But then we are off again, this time into the speaker’s memory of his ‘lady doctor, Linda’. I must admit to not feeling a great liking for the phrase ‘lady doctor’. We don’t say ‘lady teacher’ or ‘lady politician’. The more I read it, the more creepy it seems to me. Parallel to this is the creeping thought that this may be exactly what is intended, played out in the speaker’s desire to ‘please her,/ and yet to go on getting worse’.

Not many poets dare to risk merging overt sexism with covert sexual desire, let alone in the context of a serious subject like suffering. But this is the Hoagland way. Do I wince when I read it? Of course. Am I glad he did it? That is harder to answer, not least when the poem makes its next two turns, at the speaker’s imperative ‘I want more injury’ and ‘I want to suffer like my mother’.

On the face of it the latter is especially injurious. The reader may even be forgiven for wondering if the poet is not flirting with outright misogyny.

Critically, it is not just the subject which turns, but, once again, the tone. We are in the territory of real suffering now, both that of the speaker’s mother, and his own as he watches her sink ‘through the layers of our care’, an image which, tonally, is tender and a perfect rendering of helplessness. The ‘needle’ is all we need to know that we are also in the place of the final days, and thus the final questions.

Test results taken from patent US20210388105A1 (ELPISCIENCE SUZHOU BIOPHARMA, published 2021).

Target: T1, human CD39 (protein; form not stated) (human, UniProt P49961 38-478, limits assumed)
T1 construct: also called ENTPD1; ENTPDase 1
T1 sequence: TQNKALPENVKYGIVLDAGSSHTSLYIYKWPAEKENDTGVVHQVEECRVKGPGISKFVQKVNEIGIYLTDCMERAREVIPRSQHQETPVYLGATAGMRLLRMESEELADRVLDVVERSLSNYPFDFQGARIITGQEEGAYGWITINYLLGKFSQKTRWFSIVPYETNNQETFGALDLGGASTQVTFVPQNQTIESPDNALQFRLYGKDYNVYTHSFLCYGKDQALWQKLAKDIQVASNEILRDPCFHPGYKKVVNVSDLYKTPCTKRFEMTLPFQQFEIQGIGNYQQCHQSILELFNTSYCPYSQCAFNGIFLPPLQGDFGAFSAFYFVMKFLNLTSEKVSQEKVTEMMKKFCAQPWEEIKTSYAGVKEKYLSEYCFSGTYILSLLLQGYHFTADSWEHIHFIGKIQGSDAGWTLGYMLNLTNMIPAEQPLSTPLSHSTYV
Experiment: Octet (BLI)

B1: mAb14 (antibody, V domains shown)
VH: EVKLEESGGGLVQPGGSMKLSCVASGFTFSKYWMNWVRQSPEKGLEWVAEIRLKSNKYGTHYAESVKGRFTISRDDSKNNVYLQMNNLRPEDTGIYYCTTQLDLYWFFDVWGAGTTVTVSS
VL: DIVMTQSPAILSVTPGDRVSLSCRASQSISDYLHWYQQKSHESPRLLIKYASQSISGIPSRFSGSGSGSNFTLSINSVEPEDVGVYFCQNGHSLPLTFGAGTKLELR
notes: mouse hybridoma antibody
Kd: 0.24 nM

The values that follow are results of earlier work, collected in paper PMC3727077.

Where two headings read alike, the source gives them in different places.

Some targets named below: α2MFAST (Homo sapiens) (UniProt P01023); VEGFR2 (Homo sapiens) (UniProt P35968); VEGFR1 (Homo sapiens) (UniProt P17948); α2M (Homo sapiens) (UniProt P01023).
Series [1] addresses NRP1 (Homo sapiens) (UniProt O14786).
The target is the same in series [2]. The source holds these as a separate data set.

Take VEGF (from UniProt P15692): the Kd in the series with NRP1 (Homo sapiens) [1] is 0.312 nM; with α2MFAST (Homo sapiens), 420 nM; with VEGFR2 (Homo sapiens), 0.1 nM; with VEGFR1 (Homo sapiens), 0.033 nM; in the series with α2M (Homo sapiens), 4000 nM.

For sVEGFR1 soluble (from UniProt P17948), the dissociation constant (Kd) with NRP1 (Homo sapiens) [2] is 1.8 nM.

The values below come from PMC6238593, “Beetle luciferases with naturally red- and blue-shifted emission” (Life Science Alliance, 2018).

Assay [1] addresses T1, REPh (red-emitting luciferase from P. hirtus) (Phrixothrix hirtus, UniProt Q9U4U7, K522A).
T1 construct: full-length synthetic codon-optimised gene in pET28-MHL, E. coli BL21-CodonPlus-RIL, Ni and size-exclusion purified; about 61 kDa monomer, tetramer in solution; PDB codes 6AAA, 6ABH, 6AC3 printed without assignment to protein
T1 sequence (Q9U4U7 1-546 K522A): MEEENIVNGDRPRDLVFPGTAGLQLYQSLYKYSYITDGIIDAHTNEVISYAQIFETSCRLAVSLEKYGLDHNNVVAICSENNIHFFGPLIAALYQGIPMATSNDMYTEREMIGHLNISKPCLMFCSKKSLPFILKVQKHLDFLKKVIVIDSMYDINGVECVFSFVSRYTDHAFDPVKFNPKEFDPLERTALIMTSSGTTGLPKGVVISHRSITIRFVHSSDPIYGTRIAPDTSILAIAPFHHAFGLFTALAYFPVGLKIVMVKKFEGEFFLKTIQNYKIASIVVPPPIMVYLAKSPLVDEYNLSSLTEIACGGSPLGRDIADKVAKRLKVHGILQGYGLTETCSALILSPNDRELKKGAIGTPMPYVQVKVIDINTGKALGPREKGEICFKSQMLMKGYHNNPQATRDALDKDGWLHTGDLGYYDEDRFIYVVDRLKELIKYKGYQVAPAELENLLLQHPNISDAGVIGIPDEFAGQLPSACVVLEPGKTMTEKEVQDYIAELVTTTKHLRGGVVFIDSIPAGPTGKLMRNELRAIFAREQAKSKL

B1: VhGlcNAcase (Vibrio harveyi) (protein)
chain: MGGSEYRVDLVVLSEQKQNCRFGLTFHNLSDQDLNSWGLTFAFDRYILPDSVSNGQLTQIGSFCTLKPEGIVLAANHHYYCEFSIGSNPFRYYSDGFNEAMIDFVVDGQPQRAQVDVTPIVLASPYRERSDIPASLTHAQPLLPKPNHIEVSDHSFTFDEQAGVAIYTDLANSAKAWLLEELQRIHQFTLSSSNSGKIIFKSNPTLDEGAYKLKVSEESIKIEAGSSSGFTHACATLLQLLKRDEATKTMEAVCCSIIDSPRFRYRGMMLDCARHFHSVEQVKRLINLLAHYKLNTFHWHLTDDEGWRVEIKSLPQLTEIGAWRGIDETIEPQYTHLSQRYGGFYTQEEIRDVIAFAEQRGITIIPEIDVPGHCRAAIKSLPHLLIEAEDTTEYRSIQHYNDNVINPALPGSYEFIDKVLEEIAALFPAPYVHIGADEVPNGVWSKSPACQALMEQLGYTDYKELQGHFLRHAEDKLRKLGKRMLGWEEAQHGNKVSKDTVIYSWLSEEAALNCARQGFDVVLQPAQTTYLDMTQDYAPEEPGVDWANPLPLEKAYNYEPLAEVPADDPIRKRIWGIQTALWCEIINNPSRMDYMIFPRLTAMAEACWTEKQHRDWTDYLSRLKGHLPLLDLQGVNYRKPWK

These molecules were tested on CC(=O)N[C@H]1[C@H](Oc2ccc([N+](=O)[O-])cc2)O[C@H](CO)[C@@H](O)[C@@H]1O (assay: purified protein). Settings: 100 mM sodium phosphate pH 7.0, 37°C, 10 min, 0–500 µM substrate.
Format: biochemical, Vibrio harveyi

In a neat summary of the poem’s own shifting language and perspectives the poem invites us to weigh up the oxymoronic ‘something delicious/ about weakness’. The metaphor of the out of control train which drives the poem’s final stanzas is, again, one which dallies with comedy, were the subject not so harrowing. This is, in part, because the symbol of the train takes its energy from outside of the speaker’s own invention, the only time this happens in the poem.

Finally, the speaker explicitly tells us, we are in a place of learning. It is possible to think of this sudden turn-within-a-turn as didactic. I have a theory that to English or British ears it may well be. The point is one you find in all great faith systems and philosophies, namely that you find yourself when you finally let go, that strength is achievable only in weakness. To our individualistic, Western minds this is of course an outrage. I wonder if the risks Hoagland takes to arrive here, making himself appear by turns whimsical, crestfallen, lustful, hard-hearted and helpless, are calibrated to undercut the notion that we possess any authority in the face of death, and our moral superiority with it.

 

I will be discussing poetry and illness with Beverly Rycroft at the Aldeburgh Poetry Festival on Saturday 8 November, at the Jerwood Kiln, 1.15-2.00 pm.